Kickin’ it Old School

This week has been both a new education and a return to my roots. School was released last week to the jubilant cheers of students and collective groan of parents.

After the observations of how different the world is today and how quickly it can change, I took measured action to slow things down…for at least one of the children.

Saturday found us headed to my hometown. Although I am a Pacific North Westerner, my hometown can be found in central Eastern Oregon. Specifically, Baker City…which is also the hometown of Darling Husband.

Last weekend it was just us girls, youngest daughter and myself. Her world this past year has been moving way too fast, and the time had come for her to get a good old fashioned education. I took her to my brother’s ranch where we kicked it ‘old school.’ Awaiting our arrival was a considerably sized barn with stalls that needed a good mucking out.

We arrived late Saturday evening, had a quick visit, and then headed off to bed. Awake at first light, I rolled over to check the time; 4:45 a.m.! Because it was Sunday, we had planned to just relax that day and dig into the barn first thing Monday. I remained in bed for 30 minutes, and at 5:15 was unable to stay there a moment longer. My brother was already up, and the coffee was beckoning. We sat in the clear quiet light of dawn chatting softly about what needed to be done over the next several days. He called me ‘sis’. I’ve always loved that. Hearing it again brought peace, comfort, and reconnection for me, as well as the hope that youngest daughter (known as ‘Wee One’) will have those same feelings by the end of this trip.

At that moment she emerged from her slumber. Rubbing her eyes, she asked to go outside and play with the litter of ten puppies residing in the barn. Shortly after that, she joined her uncle to help change irrigation pipes, while I remained at the house and cooked breakfast. As a side note, there is nothing, and I mean nothing, better on a Sunday morning than bacon, sausage, and scrambled eggs cooked in a cast iron skillet. Hearing the sizzle & pop, and having the delicious aroma fill the house was just another thing I’d been missing! I don’t care about the cholesterol or calories…it was simply amazing. The remainder of the day was spent visiting with friends and family to catch up.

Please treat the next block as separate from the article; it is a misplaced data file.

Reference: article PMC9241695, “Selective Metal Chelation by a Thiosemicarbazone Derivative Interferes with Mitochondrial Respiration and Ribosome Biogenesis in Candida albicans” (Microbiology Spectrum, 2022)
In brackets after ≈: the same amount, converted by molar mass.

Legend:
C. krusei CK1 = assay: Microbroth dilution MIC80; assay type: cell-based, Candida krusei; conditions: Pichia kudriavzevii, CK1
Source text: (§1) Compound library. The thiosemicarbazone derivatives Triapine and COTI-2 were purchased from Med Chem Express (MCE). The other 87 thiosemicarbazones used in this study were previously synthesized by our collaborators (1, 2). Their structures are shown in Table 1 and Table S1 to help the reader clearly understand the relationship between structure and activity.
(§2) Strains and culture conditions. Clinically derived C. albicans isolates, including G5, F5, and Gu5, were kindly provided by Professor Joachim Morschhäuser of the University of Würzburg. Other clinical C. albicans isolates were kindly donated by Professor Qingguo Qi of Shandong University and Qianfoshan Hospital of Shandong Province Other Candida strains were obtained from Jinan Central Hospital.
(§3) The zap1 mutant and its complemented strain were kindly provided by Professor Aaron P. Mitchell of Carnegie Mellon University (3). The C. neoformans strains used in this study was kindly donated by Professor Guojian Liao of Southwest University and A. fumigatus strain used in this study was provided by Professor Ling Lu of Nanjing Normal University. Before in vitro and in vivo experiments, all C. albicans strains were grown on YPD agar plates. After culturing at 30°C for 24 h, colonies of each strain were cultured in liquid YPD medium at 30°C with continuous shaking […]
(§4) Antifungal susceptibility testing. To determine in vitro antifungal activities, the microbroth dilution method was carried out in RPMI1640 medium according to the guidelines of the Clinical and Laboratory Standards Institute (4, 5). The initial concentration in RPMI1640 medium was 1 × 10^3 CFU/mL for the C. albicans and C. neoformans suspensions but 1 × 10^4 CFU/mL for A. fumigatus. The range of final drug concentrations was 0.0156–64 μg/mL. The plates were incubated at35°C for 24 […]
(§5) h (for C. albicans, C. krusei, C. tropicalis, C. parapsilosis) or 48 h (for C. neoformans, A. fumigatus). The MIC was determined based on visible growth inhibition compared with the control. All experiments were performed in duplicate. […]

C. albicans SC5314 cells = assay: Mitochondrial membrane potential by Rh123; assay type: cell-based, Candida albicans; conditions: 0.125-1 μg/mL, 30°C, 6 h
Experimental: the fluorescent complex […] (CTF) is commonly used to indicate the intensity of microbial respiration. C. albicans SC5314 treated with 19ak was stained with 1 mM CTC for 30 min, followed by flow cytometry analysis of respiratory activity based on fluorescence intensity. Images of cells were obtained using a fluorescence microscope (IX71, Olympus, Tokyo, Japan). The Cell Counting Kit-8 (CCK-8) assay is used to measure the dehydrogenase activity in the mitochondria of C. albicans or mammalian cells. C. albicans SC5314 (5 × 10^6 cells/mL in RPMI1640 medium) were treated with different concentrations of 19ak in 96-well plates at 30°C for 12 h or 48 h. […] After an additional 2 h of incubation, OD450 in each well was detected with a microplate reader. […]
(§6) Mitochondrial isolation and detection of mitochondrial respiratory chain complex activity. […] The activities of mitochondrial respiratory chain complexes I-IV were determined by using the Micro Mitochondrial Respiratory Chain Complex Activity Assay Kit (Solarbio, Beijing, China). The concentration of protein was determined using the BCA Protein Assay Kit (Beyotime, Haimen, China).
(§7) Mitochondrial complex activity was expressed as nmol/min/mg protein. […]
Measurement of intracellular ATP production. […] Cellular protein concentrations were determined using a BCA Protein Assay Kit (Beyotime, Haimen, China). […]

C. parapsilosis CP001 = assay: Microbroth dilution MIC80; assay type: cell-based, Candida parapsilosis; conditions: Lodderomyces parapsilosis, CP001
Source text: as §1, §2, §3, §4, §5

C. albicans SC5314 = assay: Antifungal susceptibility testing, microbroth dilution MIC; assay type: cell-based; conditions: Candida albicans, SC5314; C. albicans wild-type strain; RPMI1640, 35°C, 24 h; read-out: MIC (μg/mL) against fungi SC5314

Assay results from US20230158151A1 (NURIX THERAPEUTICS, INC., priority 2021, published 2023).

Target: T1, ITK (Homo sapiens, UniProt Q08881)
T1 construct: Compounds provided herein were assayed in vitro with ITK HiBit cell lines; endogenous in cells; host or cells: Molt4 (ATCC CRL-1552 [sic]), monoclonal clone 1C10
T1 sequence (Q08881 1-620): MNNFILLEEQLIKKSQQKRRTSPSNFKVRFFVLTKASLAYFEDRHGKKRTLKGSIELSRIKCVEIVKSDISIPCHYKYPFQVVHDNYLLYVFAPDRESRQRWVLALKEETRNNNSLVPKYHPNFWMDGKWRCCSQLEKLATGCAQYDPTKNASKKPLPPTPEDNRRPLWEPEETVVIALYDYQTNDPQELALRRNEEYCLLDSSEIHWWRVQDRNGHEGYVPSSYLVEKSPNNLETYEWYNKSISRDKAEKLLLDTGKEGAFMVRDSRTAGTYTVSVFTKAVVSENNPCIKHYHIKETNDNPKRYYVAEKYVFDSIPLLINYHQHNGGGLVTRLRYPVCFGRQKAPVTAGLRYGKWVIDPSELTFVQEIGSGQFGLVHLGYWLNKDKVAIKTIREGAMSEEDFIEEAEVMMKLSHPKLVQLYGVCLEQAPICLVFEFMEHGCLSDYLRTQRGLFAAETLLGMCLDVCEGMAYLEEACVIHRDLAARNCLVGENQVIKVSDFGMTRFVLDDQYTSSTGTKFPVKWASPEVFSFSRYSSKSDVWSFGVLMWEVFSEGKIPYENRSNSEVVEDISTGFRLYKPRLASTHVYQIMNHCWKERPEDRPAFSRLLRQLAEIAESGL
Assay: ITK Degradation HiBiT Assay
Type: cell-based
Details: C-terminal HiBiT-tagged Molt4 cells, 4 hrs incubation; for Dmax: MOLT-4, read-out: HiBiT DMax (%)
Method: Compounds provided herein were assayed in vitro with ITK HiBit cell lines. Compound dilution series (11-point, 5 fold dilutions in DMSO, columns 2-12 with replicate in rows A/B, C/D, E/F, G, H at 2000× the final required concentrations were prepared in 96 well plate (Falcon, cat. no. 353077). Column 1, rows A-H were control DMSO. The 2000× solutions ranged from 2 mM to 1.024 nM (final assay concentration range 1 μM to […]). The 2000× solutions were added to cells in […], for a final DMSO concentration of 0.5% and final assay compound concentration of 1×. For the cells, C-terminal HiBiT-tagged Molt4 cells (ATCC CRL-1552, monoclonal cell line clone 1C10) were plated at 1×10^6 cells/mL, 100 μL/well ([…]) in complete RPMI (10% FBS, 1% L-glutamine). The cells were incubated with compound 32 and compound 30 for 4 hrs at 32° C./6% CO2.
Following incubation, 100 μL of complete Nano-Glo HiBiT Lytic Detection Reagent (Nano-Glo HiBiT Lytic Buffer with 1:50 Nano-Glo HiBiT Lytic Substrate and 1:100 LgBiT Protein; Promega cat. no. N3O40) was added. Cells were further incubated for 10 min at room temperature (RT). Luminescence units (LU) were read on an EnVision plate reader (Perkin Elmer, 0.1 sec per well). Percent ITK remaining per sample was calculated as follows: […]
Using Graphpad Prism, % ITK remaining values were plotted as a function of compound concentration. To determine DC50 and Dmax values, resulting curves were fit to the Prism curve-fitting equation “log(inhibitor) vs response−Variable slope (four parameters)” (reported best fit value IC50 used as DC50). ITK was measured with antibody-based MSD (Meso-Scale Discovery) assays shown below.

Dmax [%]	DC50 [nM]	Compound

Then came Monday… the day planned for the barn. This was the primary purpose for our trip and it was time to get to it. As barns go, it’s fairly large with approximately 12 horse stalls, (six stalls on one side, six on the other) with two corridors, a calving pen in and a tack room between them. (I knew this would not be a one day job) Armed with pitchforks, hard rakes, shovels, and wheel barrows, the Wee One and I mucked out 4 of the six stalls on one side, the calving pen and most of that corridor. We finished the remaining stalls and second corridor the following day, and cleaned out the loft on day 3. The Wee One surprised me by attacking this job with gusto, and never once complained. When so many kids her age would respond with “gross” or “eew”, she dug in and tackled the whole thing with heart and pride.

She also learned a few things in the process:

Cowboy boots are also known as sh*t kickers for a reason
There is always work to be done on a ranch
Don’t leave a rake leaned/laying with tines out/up
Close your mouth when pushing a wheelbarrow of muck into the wind
John Wayne is an American icon.
Sometimes it’s okay to sit on the front porch, listening to the world, and just ‘be’.

I re-discovered a few things about myself as well:

I love the sweet smell of sage, juniper, and alfalfa after a summer rain shower.
Watching horses run through a field makes me smile.
Living on a dirt road means the car gets/stays dusty.
It’s impossible to stay mad when holding a puppy.
Spending time with my family can be fun and inspirational.
Sometimes it’s okay to sit on the front porch, listening to the world, and just ‘be’.

Wee One now refers to her uncle’s ranch as her ‘happy place’, and stayed an extra week without me to celebrate the 4th of July by watching a parade and see her cousins ride in the rodeo…

… and even though work obligations brought me back, I’m keeping the dust on the boots for a while.

All things considered, it appears that we both got much needed instruction and reminders about life in general, and my hope is that neither of us will forget the lessons learned about honesty, integrity, and the inherent value of a hard day’s work. Happy Summer everyone!

Leave a Reply

Fill in your details below or click an icon to log in: Logo

You are commenting using your account. Log Out /  Change )

Google photo

You are commenting using your Google account. Log Out /  Change )

Twitter picture

You are commenting using your Twitter account. Log Out /  Change )

Facebook photo

You are commenting using your Facebook account. Log Out /  Change )

Connecting to %s